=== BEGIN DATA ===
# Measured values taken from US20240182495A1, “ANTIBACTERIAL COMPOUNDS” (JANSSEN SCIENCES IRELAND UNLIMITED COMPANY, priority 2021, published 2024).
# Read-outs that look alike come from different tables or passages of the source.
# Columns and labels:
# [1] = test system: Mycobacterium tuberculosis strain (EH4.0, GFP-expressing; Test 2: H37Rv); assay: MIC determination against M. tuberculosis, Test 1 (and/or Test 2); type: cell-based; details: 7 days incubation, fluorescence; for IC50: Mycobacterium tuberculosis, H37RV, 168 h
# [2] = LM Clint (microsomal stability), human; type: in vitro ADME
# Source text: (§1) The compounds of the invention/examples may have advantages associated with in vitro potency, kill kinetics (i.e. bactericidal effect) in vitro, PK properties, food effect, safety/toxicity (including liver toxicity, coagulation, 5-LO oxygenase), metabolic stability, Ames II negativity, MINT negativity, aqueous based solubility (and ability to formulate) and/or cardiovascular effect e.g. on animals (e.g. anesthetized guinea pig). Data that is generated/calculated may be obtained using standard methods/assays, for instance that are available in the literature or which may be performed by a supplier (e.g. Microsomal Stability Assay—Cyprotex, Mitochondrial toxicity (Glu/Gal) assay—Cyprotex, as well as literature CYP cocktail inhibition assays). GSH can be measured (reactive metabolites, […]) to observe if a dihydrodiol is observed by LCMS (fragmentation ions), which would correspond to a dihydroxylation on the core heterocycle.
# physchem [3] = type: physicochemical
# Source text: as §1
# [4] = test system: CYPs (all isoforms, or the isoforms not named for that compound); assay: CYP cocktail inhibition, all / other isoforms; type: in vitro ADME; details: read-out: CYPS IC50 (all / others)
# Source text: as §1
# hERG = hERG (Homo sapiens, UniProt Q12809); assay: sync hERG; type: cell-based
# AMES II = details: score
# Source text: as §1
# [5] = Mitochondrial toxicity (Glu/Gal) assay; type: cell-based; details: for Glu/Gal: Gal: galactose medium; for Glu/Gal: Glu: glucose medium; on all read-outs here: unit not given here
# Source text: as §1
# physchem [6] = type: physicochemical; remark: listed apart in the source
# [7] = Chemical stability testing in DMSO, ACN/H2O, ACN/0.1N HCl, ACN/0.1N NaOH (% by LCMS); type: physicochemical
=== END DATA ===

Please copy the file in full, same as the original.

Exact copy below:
# Measured values taken from US20240182495A1, “ANTIBACTERIAL COMPOUNDS” (JANSSEN SCIENCES IRELAND UNLIMITED COMPANY, priority 2021, published 2024).
# Read-outs that look alike come from different tables or passages of the source.
# Columns and labels:
# [1] = test system: Mycobacterium tuberculosis strain (EH4.0, GFP-expressing; Test 2: H37Rv); assay: MIC determination against M. tuberculosis, Test 1 (and/or Test 2); type: cell-based; details: 7 days incubation, fluorescence; for IC50: Mycobacterium tuberculosis, H37RV, 168 h
# [2] = LM Clint (microsomal stability), human; type: in vitro ADME
# Source text: (§1) The compounds of the invention/examples may have advantages associated with in vitro potency, kill kinetics (i.e. bactericidal effect) in vitro, PK properties, food effect, safety/toxicity (including liver toxicity, coagulation, 5-LO oxygenase), metabolic stability, Ames II negativity, MINT negativity, aqueous based solubility (and ability to formulate) and/or cardiovascular effect e.g. on animals (e.g. anesthetized guinea pig). Data that is generated/calculated may be obtained using standard methods/assays, for instance that are available in the literature or which may be performed by a supplier (e.g. Microsomal Stability Assay—Cyprotex, Mitochondrial toxicity (Glu/Gal) assay—Cyprotex, as well as literature CYP cocktail inhibition assays). GSH can be measured (reactive metabolites, […]) to observe if a dihydrodiol is observed by LCMS (fragmentation ions), which would correspond to a dihydroxylation on the core heterocycle.
# physchem [3] = type: physicochemical
# Source text: as §1
# [4] = test system: CYPs (all isoforms, or the isoforms not named for that compound); assay: CYP cocktail inhibition, all / other isoforms; type: in vitro ADME; details: read-out: CYPS IC50 (all / others)
# Source text: as §1
# hERG = hERG (Homo sapiens, UniProt Q12809); assay: sync hERG; type: cell-based
# AMES II = details: score
# Source text: as §1
# [5] = Mitochondrial toxicity (Glu/Gal) assay; type: cell-based; details: for Glu/Gal: Gal: galactose medium; for Glu/Gal: Glu: glucose medium; on all read-outs here: unit not given here
# Source text: as §1
# physchem [6] = type: physicochemical; remark: listed apart in the source
# [7] = Chemical stability testing in DMSO, ACN/H2O, ACN/0.1N HCl, ACN/0.1N NaOH (% by LCMS); type: physicochemical